Wednesday, January 16, 2013

The Brazilian jasmine native to Brazil, not the Chilean jasmine native to Argentina

Species name: Mandevilla sanderi

Common name: Brazilian jasmine

Location: UWO Greenhouse

Brazilian jasmine is native to (you guessed it) Brazil, and until recently was considered part of a separate genus from the rest of the Mandevilla species in the genus Dipladenia. Most of the species currently classified in Mandevilla are native to Ecuador; this is one of the only species that's not. It's also one of the only species in the genus that's not critically endangered. It is still relatively common in the Brazilian rain forest, although the forest itself is decreasing in area by about 5-10% per year, so it will also soon be at risk. The common name of this plant is sometimes Chilean jasmine, but that common name actually refers to another plant, native to Argentina (yet another reason why common names of plants bother me...)

One of the characteristics of this plant that make it so attractive to gardeners (especially those with an indoor green thumb) are the strongly scented flowers. When in the appropriate location (in full to partial sun), these vines can reach heights up to 10 meters tall if given a support system in one growing season. If you want to encourage bushier growth, pruning the plant back almost to ground level every fall to encourage new growth in the spring would be best. The flowers can be tricked into being produced repeatedly during the growing season if the old flowers are pinched off (also called dead-heading). When grown in a container (either indoors or outdoors), it will rarely reach a height taller than a couple of meters.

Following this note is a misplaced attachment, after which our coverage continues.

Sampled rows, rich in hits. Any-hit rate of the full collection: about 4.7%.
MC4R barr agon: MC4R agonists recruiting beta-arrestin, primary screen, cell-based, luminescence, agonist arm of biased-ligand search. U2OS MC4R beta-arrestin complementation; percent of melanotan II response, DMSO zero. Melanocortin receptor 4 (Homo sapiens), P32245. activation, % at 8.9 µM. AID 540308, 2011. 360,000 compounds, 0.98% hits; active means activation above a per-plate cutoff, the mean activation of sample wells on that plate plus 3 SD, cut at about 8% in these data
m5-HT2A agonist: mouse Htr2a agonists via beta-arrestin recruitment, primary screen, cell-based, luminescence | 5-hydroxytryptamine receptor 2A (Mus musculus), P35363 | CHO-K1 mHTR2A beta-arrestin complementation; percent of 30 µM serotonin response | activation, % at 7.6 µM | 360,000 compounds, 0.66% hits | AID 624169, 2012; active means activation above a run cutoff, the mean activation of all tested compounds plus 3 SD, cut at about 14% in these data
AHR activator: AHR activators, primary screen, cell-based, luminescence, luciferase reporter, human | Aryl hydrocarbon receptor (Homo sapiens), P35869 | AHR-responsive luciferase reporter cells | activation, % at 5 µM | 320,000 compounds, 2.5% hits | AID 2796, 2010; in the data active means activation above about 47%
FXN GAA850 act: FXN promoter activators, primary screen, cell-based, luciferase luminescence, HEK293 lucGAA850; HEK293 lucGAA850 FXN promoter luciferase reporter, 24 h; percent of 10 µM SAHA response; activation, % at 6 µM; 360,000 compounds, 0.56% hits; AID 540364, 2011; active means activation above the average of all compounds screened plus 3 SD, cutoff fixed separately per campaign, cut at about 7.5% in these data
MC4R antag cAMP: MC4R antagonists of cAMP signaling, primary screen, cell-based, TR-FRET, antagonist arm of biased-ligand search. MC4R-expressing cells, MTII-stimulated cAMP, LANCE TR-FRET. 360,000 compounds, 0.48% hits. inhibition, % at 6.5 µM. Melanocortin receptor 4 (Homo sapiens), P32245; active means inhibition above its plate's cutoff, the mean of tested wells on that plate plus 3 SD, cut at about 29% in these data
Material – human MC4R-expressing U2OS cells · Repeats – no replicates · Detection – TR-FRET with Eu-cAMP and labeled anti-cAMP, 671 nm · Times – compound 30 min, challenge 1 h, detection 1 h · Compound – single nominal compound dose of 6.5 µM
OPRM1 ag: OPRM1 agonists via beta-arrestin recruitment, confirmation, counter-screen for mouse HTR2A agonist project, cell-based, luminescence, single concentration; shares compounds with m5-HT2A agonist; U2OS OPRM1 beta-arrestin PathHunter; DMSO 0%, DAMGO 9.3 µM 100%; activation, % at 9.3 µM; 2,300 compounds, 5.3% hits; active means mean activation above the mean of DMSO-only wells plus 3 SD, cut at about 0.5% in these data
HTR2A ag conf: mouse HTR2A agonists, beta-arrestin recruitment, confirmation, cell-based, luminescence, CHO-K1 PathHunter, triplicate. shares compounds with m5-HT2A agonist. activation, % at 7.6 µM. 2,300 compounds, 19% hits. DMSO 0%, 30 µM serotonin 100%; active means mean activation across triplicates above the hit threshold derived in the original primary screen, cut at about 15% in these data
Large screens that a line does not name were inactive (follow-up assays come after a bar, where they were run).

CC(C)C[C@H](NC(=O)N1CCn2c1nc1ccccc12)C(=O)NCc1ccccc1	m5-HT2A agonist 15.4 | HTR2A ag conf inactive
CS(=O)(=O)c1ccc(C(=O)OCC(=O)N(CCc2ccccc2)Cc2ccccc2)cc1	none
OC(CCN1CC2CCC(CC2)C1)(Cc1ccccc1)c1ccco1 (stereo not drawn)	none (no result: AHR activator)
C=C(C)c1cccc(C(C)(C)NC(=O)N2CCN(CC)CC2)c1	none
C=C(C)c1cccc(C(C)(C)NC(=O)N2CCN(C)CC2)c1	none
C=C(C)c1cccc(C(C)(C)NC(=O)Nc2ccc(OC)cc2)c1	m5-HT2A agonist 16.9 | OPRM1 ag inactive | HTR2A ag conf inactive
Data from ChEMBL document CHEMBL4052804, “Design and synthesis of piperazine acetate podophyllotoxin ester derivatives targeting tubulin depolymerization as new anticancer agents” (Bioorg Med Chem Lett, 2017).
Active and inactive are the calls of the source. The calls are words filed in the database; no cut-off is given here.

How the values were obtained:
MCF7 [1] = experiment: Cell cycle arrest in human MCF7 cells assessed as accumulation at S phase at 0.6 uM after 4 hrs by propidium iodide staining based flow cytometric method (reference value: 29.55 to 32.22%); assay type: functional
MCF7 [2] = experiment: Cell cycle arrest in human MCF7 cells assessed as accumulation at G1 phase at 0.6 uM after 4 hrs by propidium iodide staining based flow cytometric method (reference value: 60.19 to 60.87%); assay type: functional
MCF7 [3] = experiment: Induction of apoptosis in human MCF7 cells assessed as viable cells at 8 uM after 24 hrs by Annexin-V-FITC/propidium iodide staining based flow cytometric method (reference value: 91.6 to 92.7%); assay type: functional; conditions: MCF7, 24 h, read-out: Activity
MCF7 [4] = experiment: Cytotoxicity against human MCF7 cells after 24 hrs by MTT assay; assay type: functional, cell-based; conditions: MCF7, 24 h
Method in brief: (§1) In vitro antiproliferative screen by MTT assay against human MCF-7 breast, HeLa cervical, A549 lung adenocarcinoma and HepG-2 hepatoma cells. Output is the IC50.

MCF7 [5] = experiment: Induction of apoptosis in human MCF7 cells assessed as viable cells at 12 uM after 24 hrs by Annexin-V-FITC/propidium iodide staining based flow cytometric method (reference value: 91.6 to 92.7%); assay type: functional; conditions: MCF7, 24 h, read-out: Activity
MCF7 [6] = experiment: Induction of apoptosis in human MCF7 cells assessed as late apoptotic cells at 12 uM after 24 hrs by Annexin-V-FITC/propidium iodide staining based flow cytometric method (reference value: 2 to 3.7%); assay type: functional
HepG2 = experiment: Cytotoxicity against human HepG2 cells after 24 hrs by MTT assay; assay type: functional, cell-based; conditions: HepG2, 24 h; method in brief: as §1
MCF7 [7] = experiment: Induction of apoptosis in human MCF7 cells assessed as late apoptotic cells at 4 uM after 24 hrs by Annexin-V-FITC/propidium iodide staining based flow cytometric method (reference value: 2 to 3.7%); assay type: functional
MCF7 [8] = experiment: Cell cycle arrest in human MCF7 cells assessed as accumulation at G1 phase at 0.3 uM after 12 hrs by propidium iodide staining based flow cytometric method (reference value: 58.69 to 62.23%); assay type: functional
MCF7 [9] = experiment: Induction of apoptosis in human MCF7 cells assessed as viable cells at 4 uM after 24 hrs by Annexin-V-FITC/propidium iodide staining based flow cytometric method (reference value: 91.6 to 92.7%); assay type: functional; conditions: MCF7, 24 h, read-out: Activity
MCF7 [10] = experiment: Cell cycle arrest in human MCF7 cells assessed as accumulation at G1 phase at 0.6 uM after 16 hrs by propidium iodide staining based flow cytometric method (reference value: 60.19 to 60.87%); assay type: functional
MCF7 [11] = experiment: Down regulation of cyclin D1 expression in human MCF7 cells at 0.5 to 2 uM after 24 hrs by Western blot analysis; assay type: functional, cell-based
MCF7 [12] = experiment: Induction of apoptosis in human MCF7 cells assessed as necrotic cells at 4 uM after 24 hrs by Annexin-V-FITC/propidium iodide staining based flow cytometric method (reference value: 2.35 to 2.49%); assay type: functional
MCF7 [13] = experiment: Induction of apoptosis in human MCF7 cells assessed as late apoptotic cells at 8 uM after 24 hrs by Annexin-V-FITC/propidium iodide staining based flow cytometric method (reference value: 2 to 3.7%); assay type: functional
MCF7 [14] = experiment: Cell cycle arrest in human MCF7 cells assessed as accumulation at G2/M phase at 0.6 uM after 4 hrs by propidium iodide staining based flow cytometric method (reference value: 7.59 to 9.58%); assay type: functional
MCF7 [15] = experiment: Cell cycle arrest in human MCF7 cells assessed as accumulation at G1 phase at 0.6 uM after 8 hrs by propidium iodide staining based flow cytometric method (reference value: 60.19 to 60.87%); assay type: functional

There are no reports of this plant being toxic, but also none of it being edible. It is sometimes used in the perfume industry because of its scent, but doesn't have any other value aside from an ornamental plant. In the garden it will attract hummingbirds and butterflies because of the shape and colour of the flowers (and also a few bees...!).